Six years later, the state is no longer projecting massive deficits and the governor’s metaphorical wall is now more like a short fence. Tax increases approved by voters in 2012 and in 2016 have played a major role in making that happen. There’s broad agreement that a smaller “wall of debt” is good news. The problem, though, is that Brown’s original definition left out billions of dollars in obligations that someone will have to pay. And it’s unclear who that will be or when it will happen. . . . When he took office, Brown’s budget team identified 10 short-term government debts as a threat to California’s chances of recovery — debts that totaled $34.7 billion. . . By the close of the fiscal year that ended on Friday night, the state had paid off some $32 billion of the “wall of debt” identified by Brown in 2011. . . . Looming larger than anything now are the retirement promises made to state employees — totaling at least $242 billion, according to the governor’s finance team. Some insist that projection is too low, that taxpayers will have to hand over much more to fully pay off obligations to the California Public Employees’ Retirement System (CalPERS) and the California State Teachers Retirement System (CalSTRS). Add those pension debts to other chronic obligations — transportation loans and borrowing from special budget funds during lean years — and the state Department of Finance puts the total size of existing budget debt at more than $283.3 billion.
A review of federal data by The New York Times found that in the United States’ biggest metropolitan areas, low-income housing projects that use federal tax credits — the nation’s biggest source of funding for affordable housing — are disproportionately built in majority nonwhite communities. What this means, fair-housing advocates say, is that the government is essentially helping to maintain entrenched racial divides, even though federal law requires government agencies to promote integration.
Last month, a Civil Grand Jury report concluded that most of the debt of the San Francisco Employees Retirement System, which has been underfunded for more than a decade, was approved by the voters who in theory are a safeguard. . . . The grand jury suggests voters may have been misled by official ballot pamphlet cost information on two of the three “significant” pension increases described in the report. A dozen retroactive retirement benefit increases between 1996 and 2008 are listed in a report appendix. Voters were told that even with a retroactive pension increase for most employees (Proposition C in 2000) the city is not expected to make an annual payment to the retirement system “for at least the next 15 years.”
Despite a bright economic climate, voter-approved state tax hikes and $74.5 billion that California will devote to K-12 education and community colleges in 2017-’18 — a $3.1 billion year-over-year increase — schools are in financial distress. . . . With a currently healthy state budget, the biggest threat to balanced school budgets is the growing bite taken by public retirement systems — CalSTRS for teachers and CalPERS for support staff. Next school year, those taxes will be about 15 percent of employer payroll. In four years, the CalPERS payroll tax will exceed one-quarter of salaries and is scheduled to continue growing in an effort to enable it to better cover its projected retirement payouts. CalSTRS also will also grow.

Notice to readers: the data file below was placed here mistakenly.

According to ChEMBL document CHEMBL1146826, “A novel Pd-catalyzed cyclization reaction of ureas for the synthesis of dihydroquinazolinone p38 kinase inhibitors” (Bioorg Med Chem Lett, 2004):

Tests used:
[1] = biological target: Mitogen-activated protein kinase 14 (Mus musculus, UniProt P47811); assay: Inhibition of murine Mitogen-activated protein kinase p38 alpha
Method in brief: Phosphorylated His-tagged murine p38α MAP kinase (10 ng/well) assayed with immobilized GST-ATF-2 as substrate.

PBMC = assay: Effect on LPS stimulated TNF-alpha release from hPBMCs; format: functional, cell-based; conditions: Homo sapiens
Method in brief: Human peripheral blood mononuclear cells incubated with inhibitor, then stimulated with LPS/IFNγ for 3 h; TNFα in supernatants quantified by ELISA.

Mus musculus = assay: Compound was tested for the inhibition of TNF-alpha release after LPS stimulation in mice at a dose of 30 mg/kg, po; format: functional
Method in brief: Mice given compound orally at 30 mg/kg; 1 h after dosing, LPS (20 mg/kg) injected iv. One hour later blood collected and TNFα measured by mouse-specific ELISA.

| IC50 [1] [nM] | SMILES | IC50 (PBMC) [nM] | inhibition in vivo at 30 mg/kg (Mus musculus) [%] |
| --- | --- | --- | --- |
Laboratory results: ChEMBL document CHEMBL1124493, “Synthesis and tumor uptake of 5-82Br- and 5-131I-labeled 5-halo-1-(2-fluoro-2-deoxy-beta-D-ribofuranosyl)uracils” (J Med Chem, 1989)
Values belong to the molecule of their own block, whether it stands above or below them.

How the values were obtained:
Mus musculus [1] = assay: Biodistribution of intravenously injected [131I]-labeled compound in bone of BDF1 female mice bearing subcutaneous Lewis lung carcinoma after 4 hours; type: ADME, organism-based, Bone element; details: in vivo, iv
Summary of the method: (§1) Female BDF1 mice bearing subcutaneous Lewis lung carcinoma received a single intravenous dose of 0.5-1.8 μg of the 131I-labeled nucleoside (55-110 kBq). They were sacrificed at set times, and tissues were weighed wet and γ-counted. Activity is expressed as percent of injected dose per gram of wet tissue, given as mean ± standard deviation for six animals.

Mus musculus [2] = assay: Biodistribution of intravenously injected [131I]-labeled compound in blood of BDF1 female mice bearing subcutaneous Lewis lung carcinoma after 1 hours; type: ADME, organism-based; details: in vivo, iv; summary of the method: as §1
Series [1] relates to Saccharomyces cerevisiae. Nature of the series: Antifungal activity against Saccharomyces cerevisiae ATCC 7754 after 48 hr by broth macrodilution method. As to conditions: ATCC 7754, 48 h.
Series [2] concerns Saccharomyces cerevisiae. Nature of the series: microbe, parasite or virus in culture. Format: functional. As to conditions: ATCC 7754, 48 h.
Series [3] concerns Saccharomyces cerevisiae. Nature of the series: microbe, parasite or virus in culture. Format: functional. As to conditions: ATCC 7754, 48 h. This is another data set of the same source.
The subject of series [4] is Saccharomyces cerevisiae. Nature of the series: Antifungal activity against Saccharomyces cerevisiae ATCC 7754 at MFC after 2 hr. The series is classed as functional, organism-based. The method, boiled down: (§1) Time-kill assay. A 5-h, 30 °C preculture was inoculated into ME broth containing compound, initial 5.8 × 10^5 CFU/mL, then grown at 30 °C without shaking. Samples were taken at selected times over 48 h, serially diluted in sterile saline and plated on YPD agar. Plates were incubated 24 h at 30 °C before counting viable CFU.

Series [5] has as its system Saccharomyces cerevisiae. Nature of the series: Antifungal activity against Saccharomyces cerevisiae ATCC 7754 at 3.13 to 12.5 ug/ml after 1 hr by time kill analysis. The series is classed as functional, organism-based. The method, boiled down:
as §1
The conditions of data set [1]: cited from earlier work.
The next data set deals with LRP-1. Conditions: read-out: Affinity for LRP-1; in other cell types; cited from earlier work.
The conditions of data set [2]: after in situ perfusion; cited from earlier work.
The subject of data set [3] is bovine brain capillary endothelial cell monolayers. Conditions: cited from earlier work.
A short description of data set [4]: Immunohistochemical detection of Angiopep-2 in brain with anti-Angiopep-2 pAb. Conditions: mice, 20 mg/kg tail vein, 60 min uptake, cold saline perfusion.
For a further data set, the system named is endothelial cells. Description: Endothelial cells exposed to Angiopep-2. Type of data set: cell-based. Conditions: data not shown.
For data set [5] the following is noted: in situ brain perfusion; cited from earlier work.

The Small Business & Entrepreneurship Council’s “Small Business Tax Index 2017” ranks the states from best to worst in terms of the costs of their tax systems on entrepreneurship and small business. This year’s edition of the Index pulls together 26 different tax measures, and combines those into one tax score that allows the 50 states to be compared and ranked.
The 26 measures are: 1) state’s top personal income tax rate, 2) state’s top individual capital gains tax rate, 3) state’s top tax rate on dividends and interest, 4) state’s top corporate income tax rate, 5) state’s top corporate capital gains tax rate, 6) any added income tax on S-Corporations, 7) any added income tax on LLCs, 8) Section 179 expensing conformity, 9) average local personal income tax rate, 10) whether or not the state imposes an alternative minimum tax on individuals, 11) whether or not the state imposes an alternative minimum tax on corporations, 12) whether or not the state’s personal income tax brackets are indexed for inflation, 13) whether or not the state’s corporate income tax brackets are indexed for inflation, 14) the progressivity of the state’s personal income tax brackets, 15), the progressivity of the state’s corporate income tax brackets,16) property taxes, 17) consumption-based taxes (i.e., sales, gross receipts and excise taxes), 18) whether or not the state imposes a death tax, 19) unemployment taxes, 20) whether or not the state has a tax limitation mechanism, 21) whether or not the state imposes an Internet access tax, 22) remote seller taxes, 23) gas tax, 24) diesel tax, 25) wireless taxes, and 26) LLC fees.
The 15 best state tax systems are: 1) Nevada, 2) Texas, 3) South Dakota, 4) Wyoming, 5) Washington, 6) Florida, 7) Alabama, 8) Ohio, 9) North Carolina, 10) Colorado, 11) Arizona, 12) Alaska, 13) Michigan, 14) Indiana, and 15) Utah. The 15 worst state tax systems are: 36) Delaware, 37) Arkansas, 38) Maryland, 39) Nebraska, 40) Kentucky, 41) Connecticut, 42) Oregon, 43) New York, 44) Vermont, 45) Hawaii, 46) Iowa, 47) Minnesota, 48) Maine, 49) New Jersey, and 50) California.